I’m Just Saying

My bunbury & I are both devoted pluviophiles & librocubularists…

who have no patience for uglyography.  We prefer to spend the eventide thrice a week contemplating the welkin & guttling a gallimaufry of snack foods while criticizing political snollygusters.

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The Second Edition of the Oxford English Dictionary contains full entries for 171,476 words in current use, and 47,156 obsolete words. To this may be added around 9,500 derivative words included as subentries.

That’s an impressive number of words, but we have lost thousands more. I ran across this list of 20 words that should be brought back on a website called “Lifehack” the other day & thought I’d share…

1. Bunbury

noun

An imaginary person whose name is used as an excuse to some purpose, especially to visit a place.

“Auntie Jane the cottage dweller” was my go-to bunbury whenever I wanted to take a day off to go play in the forest.

2. Scurrilous

adjective

The description of something said or done unfairly to make people have a bad opinion of someone.

Mrs. Mumford had spread rather scurrilous gossip about Miss Violet in the hope of tarnishing her reputation. Honestly, who would do that sort of thing with a llama?

3. Gallimaufry

noun

A hodge-podge, or jumbled medley (can also refer to an edible dish).

Lydia’s casserole was a veritable gallimaufry of beans, raisins, cauliflower, sausage, cheap wine, and cabbage. Guests never asked for second helpings.

4. Thrice

adverb

Three times.

I’ve told you twice not to eat raw pork with mustard or you’ll get sick—don’t make me say it thrice!

5. Blithering

adjective

Talking utterly and completely foolishly, OR used to describe a foolish person.

The blithering idiot was blithering on about something or other, but I tuned him out.

6. Pluviophile

noun

A person who takes great joy and comfort in rainy days.

Your average pluviophile will be in utter glory when thunder roils, as she can curl up with blankets and books while rain pours down outside.

7. Librocubularist

noun

One who reads in bed.

When you’re married to a librocubularist, you can rest assured that you’ll have to compete with a stack of books for nighttime attention.

8. Febricula

noun

A slight and transient fever.

Attending the opening of Twilight’s 17th sequel gave Arabella a mild febricula, but the air-conditioned cinema interior cleared it up quickly. 

9. Starrify

verb

To decorate with stars.

The student council would starrify the high school gym every year in preparation for the homecoming dance. 

10. Sophronize

verb

To imbue with sound moral principles or self-control.

It’s vital that parents sophronize children, not just expect them to behave properly of their own volition—you know what havoc they’d wreak.

11. Mullock

noun

Rubbish, nonsense, or waste matter.

I don’t know what kind of mullock you’re gibbering on about today, but you really need to stop reading those conspiracy magazines.

12. Uglyography

noun

Poor handwriting, and bad spelling.

His uglyography was so heinous that his essay was used as kindling, but the flames extinguished themselves rather than be tainted by association.

13. Namelings

plural noun

Those bearing the same name.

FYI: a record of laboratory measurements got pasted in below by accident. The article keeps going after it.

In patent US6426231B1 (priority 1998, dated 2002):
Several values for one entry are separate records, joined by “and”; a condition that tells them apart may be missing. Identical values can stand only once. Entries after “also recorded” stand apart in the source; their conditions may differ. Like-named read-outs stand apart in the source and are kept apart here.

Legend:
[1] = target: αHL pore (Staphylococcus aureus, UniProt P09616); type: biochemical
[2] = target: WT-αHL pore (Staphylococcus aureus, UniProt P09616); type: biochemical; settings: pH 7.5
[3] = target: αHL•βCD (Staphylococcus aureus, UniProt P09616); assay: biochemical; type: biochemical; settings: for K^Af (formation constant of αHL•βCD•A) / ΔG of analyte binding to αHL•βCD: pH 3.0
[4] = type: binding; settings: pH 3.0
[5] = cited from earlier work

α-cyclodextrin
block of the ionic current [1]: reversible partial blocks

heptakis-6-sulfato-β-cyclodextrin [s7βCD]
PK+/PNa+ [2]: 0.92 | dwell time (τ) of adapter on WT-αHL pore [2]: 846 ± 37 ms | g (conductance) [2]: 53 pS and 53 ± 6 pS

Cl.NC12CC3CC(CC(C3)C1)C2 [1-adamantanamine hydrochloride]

There were six boys named Jason in that particular class, prompting the teacher to address them all by their last names. When faced with namelings who both answered to “Jason Birch”, she called them “Birch” and “tree”, respectively.

14. Ultracrepidarianism

noun

The habit of giving opinions and advice on matters outside of one’s knowledge.

Child-free people who try to give parenting advice are often guilty of the worst kind of ultracrepidarianism.

15. Pannychis

noun

An all-night feast or ceremony.

Edmund took another energy drink, hoping that its caffeine content would help him survive this raucous pannychis.

16. Guttle

verb

To gobble greedily; to cram food into one’s gut.

The dinner guests watched in horror as Lord Penderquist guttled an entire roasted boar into his maw.

17. Snollyguster

noun

A person, especially a politician, who is guided by personal advantage rather than by consistent, respectable principles.

The snollyguster who won the mayoral election just lines his pockets with cash to support his drug habit.

18. Welkin

noun

The upper sky; “vault” of heaven.

Icarus would have passed through the welkin on his legendary flight, but we all know how that turned out for him. 

19. Barbigerous

adjective

Characterized by having a beard.

I had wanted to compliment him on his fiancee’s beauty,  but her barbigerous aspect was so dominant that I had to remain silent.

20. Eventide

noun

The end of the day, just as evening approaches.

Moonflowers only bloom at eventide, opening their petals as the sun slips below the horizon.

Me…I’m off to find some more old words with my bunbury…

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About Diane

a long time lover of all things aquatic...swimming, sailing, kayaking, snorkeling...if it involves water...I'm in. Add traveling, snowshoeing in the winter, gardening in the spring, & lots of fresh air & sunshine. Blend with cooking, crafting, great friends & my Border Collie Zack. Toss in some sweet beekeeping. Mix in a couple of great books, my camera, clean notebook paper, & a cool pen & you pretty much have a picture of me. My friends tell me I should also add..."once a teacher...always a teacher".
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